It’s funny how an industry – Public Relations – that devotes itself to managing the reputations of others, has such a shabby reputation itself. The media, the public, all demand greater transparency and access to information. But when it comes, that extra information is derided as ‘puff’ or manipulative PR.

It’s all good
Who’s to blame? Well, we all are to some extent. Hiding behind corporate and financial jargon doesn’t help. Who watched the BBC’s Twenty Twelve mocumentary on the Olympics and failed to recognise some element of truth in the ludicrous language pedalled by the team.

What to do about it? We could perhaps start by working with the spokespeople we work with and ‘rehearse’ to talk in a language that not only makes sense but is emotionally more engaging.

The Chief Executive of Ocado was also on Radio 4 talking about the performance of his business the other day. He undoubtedly had some good news to share but much of it was hidden behind phrases like:  “there’s an enormous channel shift, we’re at an inflexion point in the market” or “customers who rely on us to deliver outstanding quality to their homes”. In both instances, I know what he means but I can almost hear the journalist sighing.

What about sharing an interesting delivery anecdote for instance, or some feedback from a customer? Don’t tell me the market is at an inflexion point, tell me about how many thousands of loaves of bread have been bought online in the last 12 months?

The point is, we can help people like the Chief Executives of the world relate what they do in a way that not only makes for better radio/TV/ or whatever channel you choose, but might actually do a great deal for stripping away the general cynicism that PR has attracted.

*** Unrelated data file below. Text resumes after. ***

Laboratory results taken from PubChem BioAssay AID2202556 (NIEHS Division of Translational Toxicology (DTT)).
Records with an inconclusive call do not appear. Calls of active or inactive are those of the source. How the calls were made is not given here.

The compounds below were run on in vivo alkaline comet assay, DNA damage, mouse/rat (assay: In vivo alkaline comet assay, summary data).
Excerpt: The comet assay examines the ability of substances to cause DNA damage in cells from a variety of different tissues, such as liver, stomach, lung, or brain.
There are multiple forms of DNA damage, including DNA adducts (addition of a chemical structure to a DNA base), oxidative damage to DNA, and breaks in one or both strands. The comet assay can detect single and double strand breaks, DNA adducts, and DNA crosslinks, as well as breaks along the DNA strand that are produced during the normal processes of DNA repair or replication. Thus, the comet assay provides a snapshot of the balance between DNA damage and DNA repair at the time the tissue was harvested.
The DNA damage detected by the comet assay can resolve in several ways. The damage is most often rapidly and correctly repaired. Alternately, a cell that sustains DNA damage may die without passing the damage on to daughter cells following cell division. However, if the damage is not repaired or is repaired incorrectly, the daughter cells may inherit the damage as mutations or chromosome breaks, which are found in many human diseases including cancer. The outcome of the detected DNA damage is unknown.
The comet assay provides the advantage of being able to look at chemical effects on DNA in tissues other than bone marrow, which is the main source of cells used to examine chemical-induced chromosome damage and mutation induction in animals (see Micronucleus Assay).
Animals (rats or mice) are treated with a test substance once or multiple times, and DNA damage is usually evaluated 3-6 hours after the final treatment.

After all, really good PR shouldn’t sound like PR at all.

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How to be a champion blogger…(in thirty seconds)

So you’ve set up a blog on your website. What next?

Have a view; be short and punchy; be topical; invite (and make it easy for) people to share your blog. Pictures too. Readers love those. Particularly ones of cuddly cats…

Lion

 

 

 

 

 

 

 

 

 

What else? Oh yes:

  1. Readers
  2. Like
  3. Lists

They also like links to other useful sites.

And like a well functioning digestive system, good blogs appear regularly and often.

Oh, and don’t go on. In the digital age, attention spans are notoriously short…hello? Anyone still there?

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I read stories (I consume bananas)

Since when did we all start to consume content? I read content, I watch content, I listen to content but do I really consume content?

Have a listen to the creators of JacksGap on the BBC’s Media Show, a massively successful You Tube channel. How they love to talk about consuming content.

Is it just me or is there something slightly uncomfortable about content becoming a metaphorical feast? Is it just a commodity to be eaten?

It’s jargon of course which, ironically, is often employed to cover up the lack of content – or at least interesting content.

Fortunately I haven’t started to read content to my children, they still prefer a bedtime story.